English striker Steve Bloomer can be considered to be the world’s first great football player. Prolific in front of goal in the late 19th and early 20th century, he achieved legendary status at Derby County and scored goals at an astonishing rate at international level, setting a record that would last several decades.
Steve Bloomer’s career began with Derby County in 1892, and he would enjoy two spells at the club over a period of more than twenty years. In his fourteen year first spell at Derby, he was the leading scorer in the English league five times and helped the club to reach two FA Cup finals, although they were unsuccessful each time. In 1895, he made his international debut for England on his home ground at Derby and scored twice in a 9-0 win over Ireland.
Bloomer’s finest international achievement came in 1896, scoring five goals in a 9-1 win over Wales in Cardiff. He scored a total of 19 goals in ten England games from March 1885 to March 1889.His international career ended in 1907, the year after he left Derby to join Middlesbrough.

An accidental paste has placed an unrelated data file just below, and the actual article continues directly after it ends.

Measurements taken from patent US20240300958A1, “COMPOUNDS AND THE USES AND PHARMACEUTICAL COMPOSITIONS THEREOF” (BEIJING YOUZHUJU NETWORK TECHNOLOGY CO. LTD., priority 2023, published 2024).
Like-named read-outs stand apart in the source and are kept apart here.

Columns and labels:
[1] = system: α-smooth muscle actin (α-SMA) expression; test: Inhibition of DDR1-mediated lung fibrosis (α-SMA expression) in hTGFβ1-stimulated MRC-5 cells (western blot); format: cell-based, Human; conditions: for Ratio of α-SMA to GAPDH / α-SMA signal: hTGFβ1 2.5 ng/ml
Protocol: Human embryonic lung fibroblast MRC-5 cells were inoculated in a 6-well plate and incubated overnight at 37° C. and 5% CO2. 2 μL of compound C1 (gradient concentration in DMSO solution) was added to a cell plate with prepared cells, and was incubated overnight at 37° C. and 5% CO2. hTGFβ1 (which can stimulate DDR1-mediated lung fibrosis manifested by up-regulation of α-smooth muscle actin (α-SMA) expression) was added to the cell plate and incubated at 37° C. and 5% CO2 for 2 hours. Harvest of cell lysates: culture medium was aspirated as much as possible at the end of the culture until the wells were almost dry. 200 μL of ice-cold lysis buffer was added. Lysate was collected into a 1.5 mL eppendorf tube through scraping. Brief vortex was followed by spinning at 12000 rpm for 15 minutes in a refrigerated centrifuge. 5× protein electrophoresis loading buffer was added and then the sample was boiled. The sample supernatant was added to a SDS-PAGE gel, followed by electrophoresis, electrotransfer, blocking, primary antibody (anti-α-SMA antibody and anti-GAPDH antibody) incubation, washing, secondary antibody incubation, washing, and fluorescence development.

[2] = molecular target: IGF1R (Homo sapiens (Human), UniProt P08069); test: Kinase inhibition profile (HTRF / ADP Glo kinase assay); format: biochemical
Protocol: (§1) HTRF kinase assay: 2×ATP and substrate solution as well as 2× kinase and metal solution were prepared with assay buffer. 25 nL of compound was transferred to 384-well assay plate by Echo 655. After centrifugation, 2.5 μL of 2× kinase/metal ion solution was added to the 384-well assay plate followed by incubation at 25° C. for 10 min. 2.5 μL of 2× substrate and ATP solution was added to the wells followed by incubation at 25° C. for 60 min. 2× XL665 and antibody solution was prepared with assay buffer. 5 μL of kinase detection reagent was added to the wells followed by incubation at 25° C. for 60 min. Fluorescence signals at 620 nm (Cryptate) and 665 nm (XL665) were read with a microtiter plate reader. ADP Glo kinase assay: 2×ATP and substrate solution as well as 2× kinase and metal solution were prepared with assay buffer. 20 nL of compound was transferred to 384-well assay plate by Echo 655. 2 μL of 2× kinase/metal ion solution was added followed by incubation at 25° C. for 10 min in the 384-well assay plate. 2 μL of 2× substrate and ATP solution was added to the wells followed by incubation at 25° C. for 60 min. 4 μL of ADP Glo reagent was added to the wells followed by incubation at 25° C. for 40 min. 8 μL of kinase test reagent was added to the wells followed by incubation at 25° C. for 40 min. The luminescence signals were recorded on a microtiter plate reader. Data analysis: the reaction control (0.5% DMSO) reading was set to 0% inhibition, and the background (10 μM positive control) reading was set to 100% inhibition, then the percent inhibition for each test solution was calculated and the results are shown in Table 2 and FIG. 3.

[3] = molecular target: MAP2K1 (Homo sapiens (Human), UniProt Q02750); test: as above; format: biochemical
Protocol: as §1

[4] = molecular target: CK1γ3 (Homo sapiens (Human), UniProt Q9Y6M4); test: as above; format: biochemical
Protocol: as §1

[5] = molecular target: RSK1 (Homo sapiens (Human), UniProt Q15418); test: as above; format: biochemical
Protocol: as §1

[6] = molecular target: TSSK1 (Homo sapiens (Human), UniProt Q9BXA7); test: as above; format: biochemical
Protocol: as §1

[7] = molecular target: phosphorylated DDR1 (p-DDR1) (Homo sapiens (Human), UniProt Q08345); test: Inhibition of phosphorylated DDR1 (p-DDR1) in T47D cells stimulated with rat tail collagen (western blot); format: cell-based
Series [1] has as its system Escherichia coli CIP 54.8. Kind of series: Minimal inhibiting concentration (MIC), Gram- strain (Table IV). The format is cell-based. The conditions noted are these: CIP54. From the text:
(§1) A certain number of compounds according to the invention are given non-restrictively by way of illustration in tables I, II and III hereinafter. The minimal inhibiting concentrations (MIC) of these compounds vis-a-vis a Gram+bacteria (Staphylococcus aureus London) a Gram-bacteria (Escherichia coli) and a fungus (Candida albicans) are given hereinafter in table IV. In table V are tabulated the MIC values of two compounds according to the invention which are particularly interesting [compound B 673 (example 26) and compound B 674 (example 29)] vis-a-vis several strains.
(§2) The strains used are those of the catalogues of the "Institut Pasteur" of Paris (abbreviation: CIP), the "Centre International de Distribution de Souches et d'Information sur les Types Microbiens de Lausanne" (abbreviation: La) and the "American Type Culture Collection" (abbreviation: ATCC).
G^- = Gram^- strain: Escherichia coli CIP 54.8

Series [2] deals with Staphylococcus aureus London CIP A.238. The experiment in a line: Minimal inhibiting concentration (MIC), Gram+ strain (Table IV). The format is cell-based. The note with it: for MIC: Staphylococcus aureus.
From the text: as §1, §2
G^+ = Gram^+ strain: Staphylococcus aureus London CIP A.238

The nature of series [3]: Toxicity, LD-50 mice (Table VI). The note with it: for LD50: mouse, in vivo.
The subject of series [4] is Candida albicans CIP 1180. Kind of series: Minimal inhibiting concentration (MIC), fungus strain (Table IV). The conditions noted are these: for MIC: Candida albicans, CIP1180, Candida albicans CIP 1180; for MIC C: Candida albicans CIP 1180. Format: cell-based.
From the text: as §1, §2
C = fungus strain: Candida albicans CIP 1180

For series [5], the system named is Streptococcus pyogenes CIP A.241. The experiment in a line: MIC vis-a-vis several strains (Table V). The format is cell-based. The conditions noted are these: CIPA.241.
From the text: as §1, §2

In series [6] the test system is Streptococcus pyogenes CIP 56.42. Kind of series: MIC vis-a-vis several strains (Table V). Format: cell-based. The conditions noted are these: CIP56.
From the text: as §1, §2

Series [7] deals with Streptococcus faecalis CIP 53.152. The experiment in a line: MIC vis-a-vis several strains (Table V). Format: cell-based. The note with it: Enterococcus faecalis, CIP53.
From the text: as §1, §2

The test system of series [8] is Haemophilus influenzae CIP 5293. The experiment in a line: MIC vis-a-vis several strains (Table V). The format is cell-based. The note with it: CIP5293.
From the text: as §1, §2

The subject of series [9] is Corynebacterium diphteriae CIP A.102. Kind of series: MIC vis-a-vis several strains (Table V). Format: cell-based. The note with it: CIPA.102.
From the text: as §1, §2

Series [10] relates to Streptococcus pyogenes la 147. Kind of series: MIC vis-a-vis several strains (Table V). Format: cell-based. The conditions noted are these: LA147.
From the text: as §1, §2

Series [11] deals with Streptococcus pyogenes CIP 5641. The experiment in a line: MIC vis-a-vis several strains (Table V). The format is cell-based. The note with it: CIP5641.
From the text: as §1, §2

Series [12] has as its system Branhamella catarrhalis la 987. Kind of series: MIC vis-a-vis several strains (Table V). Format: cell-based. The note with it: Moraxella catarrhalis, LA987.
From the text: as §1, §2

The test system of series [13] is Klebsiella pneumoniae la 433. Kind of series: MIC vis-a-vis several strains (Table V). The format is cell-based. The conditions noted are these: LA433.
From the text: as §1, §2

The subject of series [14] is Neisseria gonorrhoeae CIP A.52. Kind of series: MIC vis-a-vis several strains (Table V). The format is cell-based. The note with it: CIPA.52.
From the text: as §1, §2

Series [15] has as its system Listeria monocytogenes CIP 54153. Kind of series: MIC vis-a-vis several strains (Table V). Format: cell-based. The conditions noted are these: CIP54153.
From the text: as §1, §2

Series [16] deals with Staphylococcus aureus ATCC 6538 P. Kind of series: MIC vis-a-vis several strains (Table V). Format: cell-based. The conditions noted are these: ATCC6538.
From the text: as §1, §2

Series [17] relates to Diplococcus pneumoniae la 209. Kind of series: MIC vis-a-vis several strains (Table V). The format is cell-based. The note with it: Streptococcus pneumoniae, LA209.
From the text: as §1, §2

Winning only 23 caps for England due to the limited number of internationals at the time, Steve Bloomer scored 28 goals to set an English record that lasted until after the Second World War. Although reasonably successful in four years at Middlesbrough, scoring more than sixty goals, the move was a disaster for Derby who were relegated without Bloomer and in 1910 they re-signed him for a second spell.
Steve Bloomer led Derby to promotion in the first season after his return, and would spend four more years at the club before ending his playing career in 1914 after more than 500 games for Derby which brought a record 332 goals, a record which stands to this day. Having retired, Bloomer moved to Germany to coach Berlin Britannia, but shortly after he took up the job the First World War began and he found himself imprisoned in Germany.
Returning to Derby after his release to join the coaching staff, Steve Bloomer spent another five years at the club before becoming coach of Spanish club Real Union Irún in 1923. He led the club to famous victories over several of Spain’s top clubs before returning again to Derby in 1925 as assistant coach, also working as a journalist before his death in 1938, aged 64.